Smeltzer, Geert. "The Application of Virtual Reality Systems in Architectural Design Processes." In Design & Decision Support Systems in Architecture and Urban Planning - Book of Abstracts. DDSS. Vaals, The Netherlands, 1994. This paper describes the application of virtual reality systems in architectural design processes. It is based upon research on virtual reality technology to develop a more natural interface between men and design systems. It is also based upon the development of an integrated laboratory set-up for an immersive and a desk-top virtual reality system. This set-up should offer possibilities to manipulate 3D design models and to simulate the lighting situation in real time. Finally it is based upon an application of virtual reality technology for a design presentation. The research problem was determined by the question in which way the design process changes under the influence of technology. Other research questions, autonomous as possible, were how natural an interface can be using sensors, how a design model can be using real world features and how a representation can be as realistic as possible, using lighting simulations. The development problem was determined by the fact that the laboratory set-up had to be developed in co-operation with a hardware and a software vendor. This led to the development of two set-ups: one immersive virtual reality system and one desk top system. Another problem for the development of the set-up was that the project had to result in the presentation and demonstration of virtual reality technol-ogy that was not yet generally available to a larger group of organisations or enterprises. The first case study involved the development of a virtual reality presentation of a housing project in the Netherlands. The presentation was meant for people who were interested in the houses and was announced as a virtual open house. A potential buyer could walk through the model and move furniture around. The problem addressed concerned the relationship between the level of detail of the model, the speed of representation and the ease of interface system's. The second case study concerned the use of a virtual reality interface, model and representation for the evaluation of visibility and safety aspects of another housing project. At first this application was meant for the designers and their client. Based upon their evaluation of the design, several design improvements were made. Afterwards, this application was used for internal demonstrations. The application for the evaluation and the demonstrations were developed for an immersive virtual reality system and for a desk top system. The problem addressed was first of all a design problem and secondly a technical problem. This technical problem was related to the difference between the two virtual reality systems in terms of consequences for those applications. In the near future the research project, called the Asterisk project, will also examine and develop the possibilities of the simultaneous use of the system by more than one user, possibly on different locations. This means a development from single user single site to a multi user, a multiple site virtual reality systems. This project will also evaluate the feasibility of the application of virtual reality technology during an architectural design process. This research project will be followed by the development of a prototype of a virtual architecture system demonstrations of this system and an introduction to the market.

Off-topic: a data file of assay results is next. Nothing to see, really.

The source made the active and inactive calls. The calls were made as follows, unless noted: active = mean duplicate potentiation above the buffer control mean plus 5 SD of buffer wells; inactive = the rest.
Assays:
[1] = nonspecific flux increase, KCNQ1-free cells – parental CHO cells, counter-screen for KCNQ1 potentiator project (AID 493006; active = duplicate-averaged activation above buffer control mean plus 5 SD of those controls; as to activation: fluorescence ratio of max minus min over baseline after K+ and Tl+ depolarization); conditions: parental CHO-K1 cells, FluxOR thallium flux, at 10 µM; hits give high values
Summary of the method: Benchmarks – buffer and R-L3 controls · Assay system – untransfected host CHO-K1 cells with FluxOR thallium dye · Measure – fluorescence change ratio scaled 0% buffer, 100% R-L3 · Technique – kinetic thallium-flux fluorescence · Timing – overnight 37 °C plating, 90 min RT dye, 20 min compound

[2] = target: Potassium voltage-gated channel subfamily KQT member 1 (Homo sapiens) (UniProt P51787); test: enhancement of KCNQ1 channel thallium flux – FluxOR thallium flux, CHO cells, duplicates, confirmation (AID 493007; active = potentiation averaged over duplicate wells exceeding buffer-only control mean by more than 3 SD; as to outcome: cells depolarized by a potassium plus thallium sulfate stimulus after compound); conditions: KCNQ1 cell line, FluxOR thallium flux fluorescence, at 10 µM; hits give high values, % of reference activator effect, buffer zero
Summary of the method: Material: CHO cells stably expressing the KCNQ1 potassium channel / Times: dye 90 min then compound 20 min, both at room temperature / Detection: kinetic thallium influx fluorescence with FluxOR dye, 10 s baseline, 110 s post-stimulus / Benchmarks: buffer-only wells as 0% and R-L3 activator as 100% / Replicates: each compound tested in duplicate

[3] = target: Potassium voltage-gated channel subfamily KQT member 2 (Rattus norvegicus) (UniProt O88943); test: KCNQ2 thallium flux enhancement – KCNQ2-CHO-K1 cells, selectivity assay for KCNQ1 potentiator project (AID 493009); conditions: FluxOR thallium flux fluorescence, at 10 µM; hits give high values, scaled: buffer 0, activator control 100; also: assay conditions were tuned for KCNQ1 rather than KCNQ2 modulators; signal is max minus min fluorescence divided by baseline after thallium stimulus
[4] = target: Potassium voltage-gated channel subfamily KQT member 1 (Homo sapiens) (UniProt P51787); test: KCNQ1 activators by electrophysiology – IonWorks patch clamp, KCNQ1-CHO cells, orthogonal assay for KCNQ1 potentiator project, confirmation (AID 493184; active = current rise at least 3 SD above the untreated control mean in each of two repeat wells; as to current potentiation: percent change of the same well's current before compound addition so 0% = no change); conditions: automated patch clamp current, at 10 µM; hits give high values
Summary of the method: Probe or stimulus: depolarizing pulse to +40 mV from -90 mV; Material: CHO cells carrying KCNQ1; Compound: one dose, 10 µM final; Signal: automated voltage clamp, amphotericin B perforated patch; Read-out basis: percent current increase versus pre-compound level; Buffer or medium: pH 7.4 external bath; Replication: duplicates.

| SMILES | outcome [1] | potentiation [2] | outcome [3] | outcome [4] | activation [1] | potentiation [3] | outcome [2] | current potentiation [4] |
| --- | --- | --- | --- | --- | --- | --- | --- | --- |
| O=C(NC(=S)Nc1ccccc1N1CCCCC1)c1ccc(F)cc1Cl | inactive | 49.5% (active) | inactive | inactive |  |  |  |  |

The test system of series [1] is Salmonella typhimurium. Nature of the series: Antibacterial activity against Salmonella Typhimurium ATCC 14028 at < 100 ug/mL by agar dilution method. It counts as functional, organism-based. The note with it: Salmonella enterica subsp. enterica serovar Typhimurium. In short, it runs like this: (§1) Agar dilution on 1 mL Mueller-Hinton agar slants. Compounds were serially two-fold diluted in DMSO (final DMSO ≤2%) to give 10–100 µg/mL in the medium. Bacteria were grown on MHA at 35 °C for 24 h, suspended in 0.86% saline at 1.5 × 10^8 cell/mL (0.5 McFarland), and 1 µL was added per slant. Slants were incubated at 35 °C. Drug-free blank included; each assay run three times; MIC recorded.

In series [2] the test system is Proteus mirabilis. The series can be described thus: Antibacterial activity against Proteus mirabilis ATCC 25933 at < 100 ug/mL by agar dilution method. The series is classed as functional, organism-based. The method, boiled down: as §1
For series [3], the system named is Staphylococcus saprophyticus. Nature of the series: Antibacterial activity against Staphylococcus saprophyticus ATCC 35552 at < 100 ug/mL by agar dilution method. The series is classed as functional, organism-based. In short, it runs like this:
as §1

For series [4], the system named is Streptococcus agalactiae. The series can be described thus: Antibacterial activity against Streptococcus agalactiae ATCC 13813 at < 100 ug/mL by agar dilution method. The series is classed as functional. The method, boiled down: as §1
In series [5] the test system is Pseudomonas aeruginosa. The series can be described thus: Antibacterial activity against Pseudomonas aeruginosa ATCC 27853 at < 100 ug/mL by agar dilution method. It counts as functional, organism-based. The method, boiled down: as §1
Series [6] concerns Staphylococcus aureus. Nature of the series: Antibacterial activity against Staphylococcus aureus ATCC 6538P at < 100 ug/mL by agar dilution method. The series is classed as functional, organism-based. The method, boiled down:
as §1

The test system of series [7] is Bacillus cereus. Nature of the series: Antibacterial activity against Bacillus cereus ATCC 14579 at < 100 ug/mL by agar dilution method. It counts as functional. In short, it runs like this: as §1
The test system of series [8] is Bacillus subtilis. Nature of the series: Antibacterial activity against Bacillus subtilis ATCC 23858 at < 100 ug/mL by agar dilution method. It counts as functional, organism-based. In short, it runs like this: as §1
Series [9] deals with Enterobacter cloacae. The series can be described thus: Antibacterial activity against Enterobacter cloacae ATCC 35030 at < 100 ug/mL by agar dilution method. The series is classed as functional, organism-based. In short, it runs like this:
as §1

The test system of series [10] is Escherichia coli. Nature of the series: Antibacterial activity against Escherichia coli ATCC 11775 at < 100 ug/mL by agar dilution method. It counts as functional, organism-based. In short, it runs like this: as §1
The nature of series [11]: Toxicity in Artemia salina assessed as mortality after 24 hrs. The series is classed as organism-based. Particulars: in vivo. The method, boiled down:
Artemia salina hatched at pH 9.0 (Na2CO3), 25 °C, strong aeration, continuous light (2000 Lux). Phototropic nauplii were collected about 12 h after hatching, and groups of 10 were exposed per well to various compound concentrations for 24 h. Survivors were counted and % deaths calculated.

Nutt, Bev. "The Decisions of Facility Adaption." In Design & Decision Support Systems in Architecture and Urban Planning - Book of Abstracts. DDSS. Vaals, The Netherlands, 1994.